It was clear here in Washington, DC by the morning of Saturday, August 21 that the Australian election outcome was as clear as mud. No party won the needed 76 seats in Parliament to form government. Worse still no single minor party won enough seats in the lower house for form a single negotiating bloc. It's left to either the ALP or the Coalition to negotiate with individual independents in an effort to form government.
Not since 1940 has there been a hung Federal Parliament. Hung Parliaments, minority governments and the political negotiation that goes with them are nothing new to democracy, however. Look at Italy and Israel. Closer to home look across the ditch New Zealand Parliamentarians negotiate over the formation of government. There is life after a hung Parliament.
Australia joins the United Kingdom and the United States as deeply divided countries. And like the UK, Australia will share the experience of a negotiated government. Thus far, in the UK, it appears to be working. Australia, however, does not have the same crisis of debt and recession found in the UK. Perhaps the sense of crisis keeps the UK Conservatives and Liberals together. Whereas in Australia, there is no similar sense of crisis. Will whoever forms government be able to keep things together?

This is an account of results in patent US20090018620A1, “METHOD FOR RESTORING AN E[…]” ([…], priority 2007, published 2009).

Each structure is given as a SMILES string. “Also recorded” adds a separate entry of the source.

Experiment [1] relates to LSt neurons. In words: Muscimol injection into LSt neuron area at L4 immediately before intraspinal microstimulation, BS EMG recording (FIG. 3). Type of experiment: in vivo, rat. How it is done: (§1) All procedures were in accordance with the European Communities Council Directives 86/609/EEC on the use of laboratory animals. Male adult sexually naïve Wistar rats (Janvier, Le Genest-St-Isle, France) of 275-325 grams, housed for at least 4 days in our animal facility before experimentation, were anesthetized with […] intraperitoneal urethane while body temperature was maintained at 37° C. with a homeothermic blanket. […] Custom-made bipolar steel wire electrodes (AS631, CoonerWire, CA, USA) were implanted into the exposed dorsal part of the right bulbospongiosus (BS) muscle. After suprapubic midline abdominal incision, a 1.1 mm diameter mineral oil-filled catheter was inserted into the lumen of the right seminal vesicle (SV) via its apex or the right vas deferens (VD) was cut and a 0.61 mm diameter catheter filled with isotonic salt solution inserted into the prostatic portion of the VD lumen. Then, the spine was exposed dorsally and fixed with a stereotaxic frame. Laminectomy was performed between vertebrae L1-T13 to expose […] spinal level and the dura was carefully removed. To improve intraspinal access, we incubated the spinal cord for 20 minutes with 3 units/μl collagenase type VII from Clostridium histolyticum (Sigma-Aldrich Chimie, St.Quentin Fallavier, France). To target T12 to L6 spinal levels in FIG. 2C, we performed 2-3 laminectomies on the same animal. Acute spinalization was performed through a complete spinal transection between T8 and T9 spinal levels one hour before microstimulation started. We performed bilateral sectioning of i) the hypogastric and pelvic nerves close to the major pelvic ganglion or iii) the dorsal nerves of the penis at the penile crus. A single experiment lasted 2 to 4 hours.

Hidden by the fury over who will form government is a greener revolution. The Australian Greens now hold the balance of power in the Senate. They also have a member in the lower house. Even if the Abbott led Coalition comes to power, they must negotiate with a significantly more left-leaning Senate. The ebullient Green Party may just turn the worm in Australian politics.
And while the Greens may be feeling their oats, reprisals and recriminations are in store for both the deeply divided Liberals and the ALP. While the ousting of Kevin Rudd is in more recent memory, the Liberals have been equally divided. On the ALP side severals NSW politicians have already begun to rail against perceived wrongs. As for the Liberals, Tony Abbott is the third leader since 2007. Recall Tony Abbott won the leadership spill against Turnbull by 42 to 41. Divisions in the Liberal Party run deep, but may be tempered for the moment with the prospect of forming government.
Many commented that the election of 2010 was without form and dull. That seems largely true, but the hung Parliament and looming negotiations make up for it. Hang on to your hat.